Tag: Watchmen

So We Beat On, Boats Against The Current, Borne INTO YOUR FACE

by on Feb.21, 2011, under Books, Movies

I’m tickled by the news that Baz Luhrmann is preparing to shoot The Great Gatsby in 3-D. It made a great video game, so why not?

I liked Spike Jonze’s Where The Wild Things Are, but I also wished at the time that it hadn’t been the definitive take — even that they’d have let a couple of other writers and directors use the costumes and sets to film their own takes on the material.

The industrial strength of a film adaptation has a way of establishing itself as the canonical vision of a printed work. It’s healthy for a print work, especially a classic, to be allowed more than one crack. Imagine how great it would be if, some years down the line a Watchmen adaptation came out that was as different from Zach Snyder’s take as Christopher Nolan’s Dark Knight was from Danny Elfman’s?

Given the giddy pasticheworks of Luhrmann’s Romeo + Juliet and Moulin Rouge, and given the prima facie senselessness of telling a muted work like Gatsby in 3-D, I can’t help but be optimistic about this. Maybe, perversely, it will even have a touch of Hemingway’s apocryphal rebuttal in it.

x-posted at Alyssa Rosenberg.

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As Long As We’re Talking about Movies Based on Alan Moore Comics

by on Nov.08, 2009, under Comics, Movies

I finally got around to watching Watchmen, and as expected it was terrible. I expected to hate the changed ending, though, and I didn’t. It was a reasonable kludge to deal with the fact that Moore’s plot point of faking an alien invasion depended on a bunch of the intertextual insertions that couldn’t be reproduced in the movie, especially the pirate comics.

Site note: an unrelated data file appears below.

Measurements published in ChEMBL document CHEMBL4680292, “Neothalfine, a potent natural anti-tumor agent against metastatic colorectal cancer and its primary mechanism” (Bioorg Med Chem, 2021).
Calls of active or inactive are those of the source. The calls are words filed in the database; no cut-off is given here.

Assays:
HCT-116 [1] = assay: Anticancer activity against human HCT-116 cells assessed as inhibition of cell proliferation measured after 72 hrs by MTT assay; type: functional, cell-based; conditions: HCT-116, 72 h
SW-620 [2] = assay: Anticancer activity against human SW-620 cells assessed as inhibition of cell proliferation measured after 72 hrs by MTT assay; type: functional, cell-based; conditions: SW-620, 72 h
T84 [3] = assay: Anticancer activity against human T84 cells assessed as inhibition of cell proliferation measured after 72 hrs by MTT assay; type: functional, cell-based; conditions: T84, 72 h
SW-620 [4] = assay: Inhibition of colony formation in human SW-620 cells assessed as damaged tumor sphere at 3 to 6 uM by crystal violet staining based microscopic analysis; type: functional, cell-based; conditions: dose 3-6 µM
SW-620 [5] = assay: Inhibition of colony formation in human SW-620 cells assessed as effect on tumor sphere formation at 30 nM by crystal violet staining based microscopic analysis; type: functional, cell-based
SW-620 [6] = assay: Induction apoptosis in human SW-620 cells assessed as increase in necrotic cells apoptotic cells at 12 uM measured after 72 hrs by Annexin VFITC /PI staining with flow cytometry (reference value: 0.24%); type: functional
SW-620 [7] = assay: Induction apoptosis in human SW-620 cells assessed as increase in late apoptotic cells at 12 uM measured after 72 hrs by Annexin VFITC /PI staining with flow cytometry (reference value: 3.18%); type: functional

It was bizarre how needlessly graphic the violence was, though, and by god it was sloooooooow. Frankly the movie version needed to be far less faithful to the graphic novel, which reenacted and twisted the history of Golden and Silver Age comics. That history took forever on screen and probably made no sense to most viewers. Far better would have been to retain the core premise—villain wins in the end because he is right—and figure out some way to send up the recent history of comic-book-based movies.

Plus the acting was mostly crap.

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by on Aug.15, 2009, under Comics

Irredeemable cover

There are broadly speaking two strains of comics: the superhero kind and the non-superhero kind. I prefer the non- kind, although I can often be interested in stories that twist superhero conventions in an interesting way (like, for example, Watchmen or Powers, about which more in a moment). Mark Waid does pretty conventional superhero comics, although he has done a few experiments with superhero conventions like Kingdom Come and more recently Empire, which I liked.

Empire takes as its premise that the baddest supervillain has defeated all the heroes, and now rules over all the world with an iron grip. In Irredeemable the world’s greatest superhero has snapped and is now traveling around the world murdering millions of people at a time, taking time off every now and then to kill his former superteammates.

As Waid describes it in his preface:

In superhero comics, pretty much everyone who’s called upon to put on a cape is, at heart, emotionally equipped for the job.

I reject that premise.

No one simply turns “evil” one day. Villainy isn’t a light switch. The road to darkness is filled with moments of betrayal, of loss, of disappointment, and of superhuman weakness. In the case of the Plutonian [the hero-turned-villain of the book], there were sidekicks who sold his secrets. There were friends who preyed too often on his selflessness and enemies who showed him unsettling truths about himself.

Honestly, unless you’re already invested in the superhero genre who takes seriously the idea of “villainy?”

The idea of the superhero who goes nuts and destroys cities was done first and best by Alan Moore in Miracleman, with unbelievable drawings by John Totleben:


(I’ll put another one below the fold so it can spread out; otherwise it’ll either be too tiny or screw up the page formatting.)

It was also done pretty well recently in Powers Vol. 6: The Sellouts, with stunning art by Michael Avon Oeming.

So far, I’m not seeing anything new enough from Mark Waid to hold my non-superhero interest, and Peter Krause’s art can’t hold a candle to the two I just mentioned. The layouts are conventional and the panels feel static. It looks like your basic comic book art. Preview below the fold, followed by the page from Miracleman I promised.

(continue reading…)

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